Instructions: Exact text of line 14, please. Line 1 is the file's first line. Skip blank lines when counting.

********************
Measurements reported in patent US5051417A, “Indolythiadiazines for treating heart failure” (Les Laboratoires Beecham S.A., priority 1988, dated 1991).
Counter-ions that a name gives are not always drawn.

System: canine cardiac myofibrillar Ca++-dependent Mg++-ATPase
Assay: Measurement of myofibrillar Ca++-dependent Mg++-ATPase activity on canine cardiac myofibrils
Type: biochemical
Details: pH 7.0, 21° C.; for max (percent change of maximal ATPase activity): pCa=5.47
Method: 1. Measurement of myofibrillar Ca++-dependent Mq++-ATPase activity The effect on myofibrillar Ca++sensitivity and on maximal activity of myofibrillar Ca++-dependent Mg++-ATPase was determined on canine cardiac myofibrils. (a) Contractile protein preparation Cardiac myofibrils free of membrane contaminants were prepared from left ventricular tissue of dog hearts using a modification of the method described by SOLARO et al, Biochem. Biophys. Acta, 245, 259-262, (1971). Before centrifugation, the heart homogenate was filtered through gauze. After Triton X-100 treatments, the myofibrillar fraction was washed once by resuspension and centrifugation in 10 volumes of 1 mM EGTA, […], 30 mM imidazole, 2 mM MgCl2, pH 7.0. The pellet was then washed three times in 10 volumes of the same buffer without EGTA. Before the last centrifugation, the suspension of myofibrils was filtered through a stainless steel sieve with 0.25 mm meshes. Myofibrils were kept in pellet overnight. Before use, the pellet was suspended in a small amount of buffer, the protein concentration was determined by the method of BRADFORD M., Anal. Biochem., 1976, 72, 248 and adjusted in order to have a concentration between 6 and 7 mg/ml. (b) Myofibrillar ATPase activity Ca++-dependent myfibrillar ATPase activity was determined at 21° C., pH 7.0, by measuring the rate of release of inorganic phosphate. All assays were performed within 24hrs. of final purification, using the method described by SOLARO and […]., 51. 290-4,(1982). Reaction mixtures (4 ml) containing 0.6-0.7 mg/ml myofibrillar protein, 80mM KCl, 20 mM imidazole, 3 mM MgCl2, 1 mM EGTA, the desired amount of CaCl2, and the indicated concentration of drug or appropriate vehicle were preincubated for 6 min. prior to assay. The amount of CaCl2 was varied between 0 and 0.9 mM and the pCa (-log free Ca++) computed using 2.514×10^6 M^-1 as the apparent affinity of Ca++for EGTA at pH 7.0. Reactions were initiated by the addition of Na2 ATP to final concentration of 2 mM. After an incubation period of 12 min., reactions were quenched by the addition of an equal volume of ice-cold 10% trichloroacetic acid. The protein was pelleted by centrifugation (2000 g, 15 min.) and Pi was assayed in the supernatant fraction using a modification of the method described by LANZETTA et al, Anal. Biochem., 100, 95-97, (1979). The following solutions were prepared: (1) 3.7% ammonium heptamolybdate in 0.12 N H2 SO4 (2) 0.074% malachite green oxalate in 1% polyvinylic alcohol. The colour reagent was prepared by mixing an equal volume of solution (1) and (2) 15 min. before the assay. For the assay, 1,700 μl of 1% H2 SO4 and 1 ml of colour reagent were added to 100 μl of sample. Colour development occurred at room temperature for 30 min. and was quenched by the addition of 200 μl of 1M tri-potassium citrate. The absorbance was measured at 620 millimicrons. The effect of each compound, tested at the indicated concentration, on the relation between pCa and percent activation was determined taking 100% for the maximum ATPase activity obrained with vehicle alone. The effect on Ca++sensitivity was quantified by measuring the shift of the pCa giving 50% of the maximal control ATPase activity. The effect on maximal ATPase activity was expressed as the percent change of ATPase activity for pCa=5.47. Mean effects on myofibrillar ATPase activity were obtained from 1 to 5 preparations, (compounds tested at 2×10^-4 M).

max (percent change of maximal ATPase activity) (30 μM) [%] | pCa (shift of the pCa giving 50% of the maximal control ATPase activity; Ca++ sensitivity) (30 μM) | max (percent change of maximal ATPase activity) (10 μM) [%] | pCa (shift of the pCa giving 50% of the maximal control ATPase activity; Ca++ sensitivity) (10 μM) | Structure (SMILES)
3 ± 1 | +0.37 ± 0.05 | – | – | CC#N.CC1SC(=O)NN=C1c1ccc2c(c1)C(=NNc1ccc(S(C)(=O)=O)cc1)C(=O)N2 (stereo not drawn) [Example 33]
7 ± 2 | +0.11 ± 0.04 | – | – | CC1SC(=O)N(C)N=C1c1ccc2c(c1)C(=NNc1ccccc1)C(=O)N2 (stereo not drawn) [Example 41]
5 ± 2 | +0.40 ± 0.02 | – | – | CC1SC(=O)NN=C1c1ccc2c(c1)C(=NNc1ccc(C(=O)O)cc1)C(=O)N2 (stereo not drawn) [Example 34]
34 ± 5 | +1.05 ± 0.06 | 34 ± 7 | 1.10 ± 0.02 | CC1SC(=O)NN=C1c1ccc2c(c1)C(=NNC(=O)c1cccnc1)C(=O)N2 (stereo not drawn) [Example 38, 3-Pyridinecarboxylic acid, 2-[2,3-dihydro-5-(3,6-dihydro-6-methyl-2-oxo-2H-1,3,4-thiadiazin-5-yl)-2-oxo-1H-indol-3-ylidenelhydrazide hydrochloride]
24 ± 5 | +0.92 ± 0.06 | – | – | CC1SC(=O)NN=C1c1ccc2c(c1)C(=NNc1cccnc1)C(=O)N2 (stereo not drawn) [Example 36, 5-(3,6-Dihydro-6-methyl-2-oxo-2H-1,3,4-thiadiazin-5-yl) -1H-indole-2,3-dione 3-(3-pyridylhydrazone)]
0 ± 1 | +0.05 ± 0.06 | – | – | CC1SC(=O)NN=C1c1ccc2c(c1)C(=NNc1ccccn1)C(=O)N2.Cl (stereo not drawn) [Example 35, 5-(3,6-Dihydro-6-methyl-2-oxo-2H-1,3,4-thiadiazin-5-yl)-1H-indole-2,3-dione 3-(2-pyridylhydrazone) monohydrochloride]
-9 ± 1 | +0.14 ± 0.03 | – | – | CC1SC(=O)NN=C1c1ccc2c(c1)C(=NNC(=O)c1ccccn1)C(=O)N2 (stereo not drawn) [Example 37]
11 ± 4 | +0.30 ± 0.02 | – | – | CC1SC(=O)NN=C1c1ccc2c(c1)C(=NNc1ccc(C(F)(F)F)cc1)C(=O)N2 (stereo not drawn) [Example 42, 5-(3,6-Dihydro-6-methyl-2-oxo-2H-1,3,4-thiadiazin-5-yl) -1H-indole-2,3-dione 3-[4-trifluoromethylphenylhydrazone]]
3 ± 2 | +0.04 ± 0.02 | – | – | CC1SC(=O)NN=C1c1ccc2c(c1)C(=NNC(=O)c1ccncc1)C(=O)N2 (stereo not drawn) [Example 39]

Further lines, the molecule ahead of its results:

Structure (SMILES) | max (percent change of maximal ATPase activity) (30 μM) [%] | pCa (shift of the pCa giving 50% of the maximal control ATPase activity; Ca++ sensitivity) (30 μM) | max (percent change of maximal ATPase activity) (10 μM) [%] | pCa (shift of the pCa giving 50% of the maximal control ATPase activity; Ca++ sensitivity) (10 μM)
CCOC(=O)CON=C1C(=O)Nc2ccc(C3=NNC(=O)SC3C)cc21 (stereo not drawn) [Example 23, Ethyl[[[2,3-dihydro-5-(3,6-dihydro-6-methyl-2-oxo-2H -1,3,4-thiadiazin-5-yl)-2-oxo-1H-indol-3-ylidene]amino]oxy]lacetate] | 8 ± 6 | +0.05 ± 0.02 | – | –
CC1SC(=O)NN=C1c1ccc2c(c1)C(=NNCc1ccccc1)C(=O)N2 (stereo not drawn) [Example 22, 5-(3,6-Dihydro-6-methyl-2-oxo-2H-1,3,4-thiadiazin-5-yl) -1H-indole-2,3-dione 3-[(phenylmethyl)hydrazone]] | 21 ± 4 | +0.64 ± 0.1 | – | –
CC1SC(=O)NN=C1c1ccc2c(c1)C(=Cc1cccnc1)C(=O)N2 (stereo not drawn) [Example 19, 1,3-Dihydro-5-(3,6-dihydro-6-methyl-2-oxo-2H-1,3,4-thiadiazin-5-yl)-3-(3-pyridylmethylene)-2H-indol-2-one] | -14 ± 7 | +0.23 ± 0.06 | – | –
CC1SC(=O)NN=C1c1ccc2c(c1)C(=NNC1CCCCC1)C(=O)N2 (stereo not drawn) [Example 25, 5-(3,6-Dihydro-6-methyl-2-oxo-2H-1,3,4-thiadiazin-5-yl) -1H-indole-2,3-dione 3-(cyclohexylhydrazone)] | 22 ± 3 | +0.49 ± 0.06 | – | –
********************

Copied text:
0 ± 1 | +0.05 ± 0.06 | – | – | CC1SC(=O)NN=C1c1ccc2c(c1)C(=NNc1ccccn1)C(=O)N2.Cl (stereo not drawn) [Example 35, 5-(3,6-Dihydro-6-methyl-2-oxo-2H-1,3,4-thiadiazin-5-yl)-1H-indole-2,3-dione 3-(2-pyridylhydrazone) monohydrochloride]